“The sale of securities by an unlicensed broker or dealer is a clear violation of our securities statues,” said Miller. “Every corporation has stock or shares representing ownership, so in order to sell the corporation, you have to sell the stock or shares. It’s not illegal to do that, but it is illegal to do so without a license. We’re going to continue to investigate other possible criminal violations related to this type of activity.”
Carolyn Ellsworth, chief administrator of the securities division, says the division also will be investigating possible fraudulent and misleading claims regarding the value of the shell companies in this case as well as future investigations.
“Many times when these corporations or LLC’s are sold, the buyer is told that simply because the entity was formed and registered a few years ago, it has more value because it’s an ‘aged’ corporation,” Ellsworth said. “Buyers are sometimes told that the aged nature of the entity makes it more valuable for things like getting a line of credit, or just general credibility. It does not, and so that’s a serious misrepresentation.”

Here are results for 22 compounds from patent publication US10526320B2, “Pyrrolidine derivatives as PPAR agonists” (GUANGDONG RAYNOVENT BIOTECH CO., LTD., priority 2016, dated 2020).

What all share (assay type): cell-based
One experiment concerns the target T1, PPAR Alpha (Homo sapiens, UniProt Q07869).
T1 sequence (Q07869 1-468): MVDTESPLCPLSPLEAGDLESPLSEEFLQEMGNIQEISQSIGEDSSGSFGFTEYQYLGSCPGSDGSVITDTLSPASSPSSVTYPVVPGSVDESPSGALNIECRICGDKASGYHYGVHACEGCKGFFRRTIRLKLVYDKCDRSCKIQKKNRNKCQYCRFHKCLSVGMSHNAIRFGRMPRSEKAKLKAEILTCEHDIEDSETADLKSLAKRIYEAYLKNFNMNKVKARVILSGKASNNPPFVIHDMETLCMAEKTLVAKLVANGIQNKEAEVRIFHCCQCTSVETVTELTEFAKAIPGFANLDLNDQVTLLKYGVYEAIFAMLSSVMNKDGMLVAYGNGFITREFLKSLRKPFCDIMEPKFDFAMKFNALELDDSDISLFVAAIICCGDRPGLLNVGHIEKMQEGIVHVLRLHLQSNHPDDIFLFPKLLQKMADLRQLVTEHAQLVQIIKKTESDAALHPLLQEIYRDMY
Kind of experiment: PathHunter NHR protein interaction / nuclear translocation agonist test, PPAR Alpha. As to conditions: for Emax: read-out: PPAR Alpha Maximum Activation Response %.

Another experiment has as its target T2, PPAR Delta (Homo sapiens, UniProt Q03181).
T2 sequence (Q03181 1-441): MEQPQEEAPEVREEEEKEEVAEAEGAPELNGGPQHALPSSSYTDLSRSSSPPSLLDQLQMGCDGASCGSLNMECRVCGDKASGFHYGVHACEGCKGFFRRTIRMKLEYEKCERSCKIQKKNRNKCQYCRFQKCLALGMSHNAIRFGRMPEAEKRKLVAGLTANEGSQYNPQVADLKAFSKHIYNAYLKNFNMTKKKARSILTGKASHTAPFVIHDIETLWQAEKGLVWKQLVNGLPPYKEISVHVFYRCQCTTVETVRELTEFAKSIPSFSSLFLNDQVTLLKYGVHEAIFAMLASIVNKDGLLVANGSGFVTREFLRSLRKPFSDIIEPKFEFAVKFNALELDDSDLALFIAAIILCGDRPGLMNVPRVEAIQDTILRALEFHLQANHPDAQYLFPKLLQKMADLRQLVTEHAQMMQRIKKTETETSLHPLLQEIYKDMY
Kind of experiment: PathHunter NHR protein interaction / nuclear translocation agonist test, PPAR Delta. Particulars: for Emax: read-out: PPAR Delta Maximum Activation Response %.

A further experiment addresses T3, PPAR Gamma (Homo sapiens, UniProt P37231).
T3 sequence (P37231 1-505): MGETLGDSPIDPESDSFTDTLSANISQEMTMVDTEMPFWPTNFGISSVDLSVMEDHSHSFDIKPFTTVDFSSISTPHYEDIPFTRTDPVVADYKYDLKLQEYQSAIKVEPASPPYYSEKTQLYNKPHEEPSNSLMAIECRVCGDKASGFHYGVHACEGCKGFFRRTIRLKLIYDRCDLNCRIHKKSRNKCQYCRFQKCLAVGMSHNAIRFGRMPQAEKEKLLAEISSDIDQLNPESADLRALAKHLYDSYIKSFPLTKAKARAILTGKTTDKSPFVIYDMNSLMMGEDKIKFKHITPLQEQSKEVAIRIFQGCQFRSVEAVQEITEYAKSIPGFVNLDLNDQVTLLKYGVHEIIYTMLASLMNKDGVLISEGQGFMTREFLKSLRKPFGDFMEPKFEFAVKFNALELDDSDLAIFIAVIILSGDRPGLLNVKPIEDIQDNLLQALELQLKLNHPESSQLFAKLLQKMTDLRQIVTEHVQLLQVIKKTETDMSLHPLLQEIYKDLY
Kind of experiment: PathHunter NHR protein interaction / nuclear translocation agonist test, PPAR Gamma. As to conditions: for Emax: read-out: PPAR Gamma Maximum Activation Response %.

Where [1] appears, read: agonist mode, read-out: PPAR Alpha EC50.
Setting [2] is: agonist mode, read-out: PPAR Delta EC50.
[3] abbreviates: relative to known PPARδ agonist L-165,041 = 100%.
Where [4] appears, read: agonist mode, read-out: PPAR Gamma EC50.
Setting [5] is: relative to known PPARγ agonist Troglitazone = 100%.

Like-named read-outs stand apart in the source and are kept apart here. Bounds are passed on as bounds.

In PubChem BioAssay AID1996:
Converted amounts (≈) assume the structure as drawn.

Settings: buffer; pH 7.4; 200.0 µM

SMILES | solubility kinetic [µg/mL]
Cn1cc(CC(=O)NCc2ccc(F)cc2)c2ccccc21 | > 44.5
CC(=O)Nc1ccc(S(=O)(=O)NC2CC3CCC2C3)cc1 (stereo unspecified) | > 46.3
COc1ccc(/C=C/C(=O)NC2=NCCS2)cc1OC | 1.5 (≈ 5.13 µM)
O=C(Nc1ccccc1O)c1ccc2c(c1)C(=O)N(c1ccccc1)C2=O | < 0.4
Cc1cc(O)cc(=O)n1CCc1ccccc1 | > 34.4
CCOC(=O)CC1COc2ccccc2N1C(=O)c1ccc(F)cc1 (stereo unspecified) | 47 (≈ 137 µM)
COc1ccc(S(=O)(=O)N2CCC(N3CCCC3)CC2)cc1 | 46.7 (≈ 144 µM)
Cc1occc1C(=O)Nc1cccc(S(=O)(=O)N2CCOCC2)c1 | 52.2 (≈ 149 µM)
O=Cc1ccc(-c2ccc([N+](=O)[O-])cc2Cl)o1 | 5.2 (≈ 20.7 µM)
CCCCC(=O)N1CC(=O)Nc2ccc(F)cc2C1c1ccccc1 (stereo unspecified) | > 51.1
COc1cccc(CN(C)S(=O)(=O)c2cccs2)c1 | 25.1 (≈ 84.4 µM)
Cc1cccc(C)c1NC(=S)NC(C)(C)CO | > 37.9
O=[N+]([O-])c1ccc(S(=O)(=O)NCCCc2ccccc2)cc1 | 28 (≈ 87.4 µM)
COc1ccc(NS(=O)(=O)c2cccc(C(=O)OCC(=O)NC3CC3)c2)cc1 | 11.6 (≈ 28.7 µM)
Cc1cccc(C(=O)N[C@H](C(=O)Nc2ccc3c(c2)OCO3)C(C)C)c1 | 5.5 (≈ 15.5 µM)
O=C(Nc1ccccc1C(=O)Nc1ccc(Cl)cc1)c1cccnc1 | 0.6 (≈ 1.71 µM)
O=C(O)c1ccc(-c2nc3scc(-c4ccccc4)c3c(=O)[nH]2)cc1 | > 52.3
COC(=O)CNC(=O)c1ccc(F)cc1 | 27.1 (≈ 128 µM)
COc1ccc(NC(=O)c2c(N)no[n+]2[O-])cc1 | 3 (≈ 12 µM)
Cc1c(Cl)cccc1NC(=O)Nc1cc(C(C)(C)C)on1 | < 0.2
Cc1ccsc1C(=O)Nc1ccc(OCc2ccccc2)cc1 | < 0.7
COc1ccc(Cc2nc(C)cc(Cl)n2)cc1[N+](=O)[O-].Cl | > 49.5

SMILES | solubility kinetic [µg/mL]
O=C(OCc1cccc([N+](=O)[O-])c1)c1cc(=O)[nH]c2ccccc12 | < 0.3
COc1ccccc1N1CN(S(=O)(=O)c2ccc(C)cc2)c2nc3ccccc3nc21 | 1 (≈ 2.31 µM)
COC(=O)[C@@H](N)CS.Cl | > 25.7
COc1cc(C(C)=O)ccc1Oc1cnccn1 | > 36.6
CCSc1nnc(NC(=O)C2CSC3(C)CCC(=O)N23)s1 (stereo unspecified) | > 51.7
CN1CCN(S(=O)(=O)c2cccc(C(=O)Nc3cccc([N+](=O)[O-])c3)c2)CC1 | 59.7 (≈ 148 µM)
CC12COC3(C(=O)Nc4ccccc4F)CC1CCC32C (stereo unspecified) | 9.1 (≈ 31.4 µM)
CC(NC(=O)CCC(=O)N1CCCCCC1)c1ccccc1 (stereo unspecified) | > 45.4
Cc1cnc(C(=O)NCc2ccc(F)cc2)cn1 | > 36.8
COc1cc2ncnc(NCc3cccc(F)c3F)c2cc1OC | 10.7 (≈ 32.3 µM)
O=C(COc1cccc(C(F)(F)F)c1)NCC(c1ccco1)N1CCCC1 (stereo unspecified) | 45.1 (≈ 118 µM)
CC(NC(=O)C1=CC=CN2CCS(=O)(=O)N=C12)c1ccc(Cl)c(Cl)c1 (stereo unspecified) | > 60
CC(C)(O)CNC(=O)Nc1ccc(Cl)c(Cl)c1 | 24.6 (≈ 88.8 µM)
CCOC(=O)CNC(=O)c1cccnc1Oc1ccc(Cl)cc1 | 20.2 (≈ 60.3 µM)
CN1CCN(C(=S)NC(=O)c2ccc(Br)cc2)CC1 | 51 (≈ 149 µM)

The issuance of the cease and desist order is part of an ongoing effort to address abuses of the Nevada commercial filing statutes and regulations.
In 2009 Miller, a former criminal prosecutor, traveled to Washington, D.C., to meet with leaders in the Treasury Department and the Department of Justice in order to work with federal agencies on these issues.
As early as 2007, Miller’s office crafted specific legislation intended to give law enforcement additional tools to fight financial fraud. The Corporate Ownership Fraud Task Force, recently formed by Miller, will be a valuable weapon in addressing criminal activity related to corp